NEFA - The North East Folklore Archive

Customs and Beliefs

Fishers' Customs, Beliefs and Superstitions by Morag Skene

"Sky Pilots", "Sandy Campbells" and "Mappies"For some unknown reason the trout seemed to be an omen of bad luck and one caught in a working boat’s net resulted in a bad fishing season. In fact there seems to be a few creatures within this category where even to mention the name is a sure sign of impending disaster. As Peter Buchan describes in his book, this led to names being changed thus a pig became a “grunter” or a Sandy Campbell or “Sonnie Cammie”; the salmon became a “reid fish” or simply “caul iron” and the rabbit became a “fower-fitter” or a “mappie”.

"Sky Pilots", "Sandy Campbells" and "Mappies"

One man told the story of himself as a young lad coming home after a day’s shooting and proudly showing his fisher dad the one rabbit he’d managed to bag. In the man’s own words — “This gentle mannie ah’d kent a’ ma life wint aff his heid an’ accused me o’ bringing him bad luck. An’ it didna help ony fin ah suggested ah’d gie him it’s fit!”. One article I read even went as far to suggest that it was not an unknown practice for a dead rabbit to mysteriously appear on a rival’s boat.

Certain people also come into this category, namely women and Ministers. Women being the supposed bringers of bad luck has always been a mystery to me especially as many figureheads are in the form of a woman. Maybe this stems from the myth of mermaids luring boats to their doom. J. McPherson explains that in the early part of the nineteenth century one such incident supposedly happened to a Peterhead fishing boat. It is reported that a mermaid was seen ‘pitching upon the bowsprit of a small Peterhead vessel, causing the aforementioned boat to smash against rocks near Slains Castle. All hands perished except one.’ And in the words of Peter Buchan, again, the mere mention of the word ‘minister’ on board was and I think still is, considered to bring bad luck. They are therefore referred to as ‘sky-pilots’. I have been told that even to pass a minister on the way to the boat, especially on a Sunday, brought forth fears of impending doom. I found this attitude towards ‘men of God’ very strange but was informed (on good authority from a very learned ‘man of the cloth’) that this superstition stems from the story of Jonah and the Whale. “A very interesting story” he informed me. “In fact een ah shid ken better masel’!”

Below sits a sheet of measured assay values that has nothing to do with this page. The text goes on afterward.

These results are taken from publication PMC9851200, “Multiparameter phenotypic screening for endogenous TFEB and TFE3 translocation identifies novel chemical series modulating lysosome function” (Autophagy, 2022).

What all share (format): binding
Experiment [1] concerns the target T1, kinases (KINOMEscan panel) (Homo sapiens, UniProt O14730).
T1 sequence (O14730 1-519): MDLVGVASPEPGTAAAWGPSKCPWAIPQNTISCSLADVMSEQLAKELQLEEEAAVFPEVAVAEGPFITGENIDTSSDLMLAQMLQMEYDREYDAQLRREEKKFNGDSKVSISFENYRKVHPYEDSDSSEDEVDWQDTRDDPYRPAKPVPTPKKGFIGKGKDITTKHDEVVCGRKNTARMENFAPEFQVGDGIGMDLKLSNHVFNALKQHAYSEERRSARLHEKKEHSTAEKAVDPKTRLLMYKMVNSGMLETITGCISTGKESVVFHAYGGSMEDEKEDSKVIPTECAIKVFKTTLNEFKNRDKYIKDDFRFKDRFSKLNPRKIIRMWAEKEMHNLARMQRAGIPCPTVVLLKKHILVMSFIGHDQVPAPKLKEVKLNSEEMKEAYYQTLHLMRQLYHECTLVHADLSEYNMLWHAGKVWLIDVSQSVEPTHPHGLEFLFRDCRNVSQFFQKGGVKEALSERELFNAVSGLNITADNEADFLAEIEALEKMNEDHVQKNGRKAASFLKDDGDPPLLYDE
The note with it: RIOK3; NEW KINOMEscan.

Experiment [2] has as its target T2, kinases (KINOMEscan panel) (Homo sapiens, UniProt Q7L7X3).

Certain actions were also strictly taboo, including whistling against the direction of the wind; turning a boat around that was heading out to sea and correcting a ‘ganzie’ that had been put on inside out by mistake. In ancient times no effort would have been made to save a drowning man or indeed bring ashore a drowned man or even to touch the corpse of a drowned man. It was believed bad luck would befall those who attempted the rescue because, as quoted by an R. Grant, fisherman during the last century, “The sea maun hae it’s nummer!”. The origin of this belief and many others seem to stem from pre-seventeenth century days when fishermen believed in a Sea God. A god which had to be constantly appeased by human sacrifice, whether official or accidental. Deprive him of that sacrifice and risk bringing forth his terrible wrath.

Some years ago I remember being told that the caul covering certain babies when they are born (there may be a local name for this), was at one time very sought after as a good luck mascot by fishermen and was nailed to the mast of the boat. I mentioned this to one retired Peterhead fisherman, “Na, na,” he said “they wir nivver nailed tae the mast. They wir worn ower the heid. Ye see, they thocht since the bairnie floated inside them fir nine months an’ nivver drooned, they’d surely be protected fae droonin fir the length o a trip!”. I’m sure he had a wee gleam in his eye as he walked away.

When it comes to objects, there seems to be some disagreement about the single gold earring worn by many fisherman — although I think nowadays it’s more a fashion statement — with some saying it is merely a good luck charm and others stating it acted as a kind of insurance policay — “it wid provide enough siller tae bury ye, shood ye dee in a strange port!”

One lady remembered her mother placing a coin (she thinks it might have been a shilling) in one of her father’s socks before every trip. Her mother believed this would protect him. And staying with metals, iron, in various forms, seems to be thought of as lucky. Hence maybe the saying ‘caul-iron’ in place of salmon. In fact I think ‘caul-iron’ was shouted immediately after the inadvertent use of any of the ‘taboo’ words mentioned earlier. Horse-shoes nailed to the mast were a common protection from bad luck, bad spirits and even witches. J McPherson says “I came across this verse (which may be part of a longer poem) addressed to Ann Silver —the last “spae-wife” (fortune teller, charmer) in Peterhead. It goes as follows: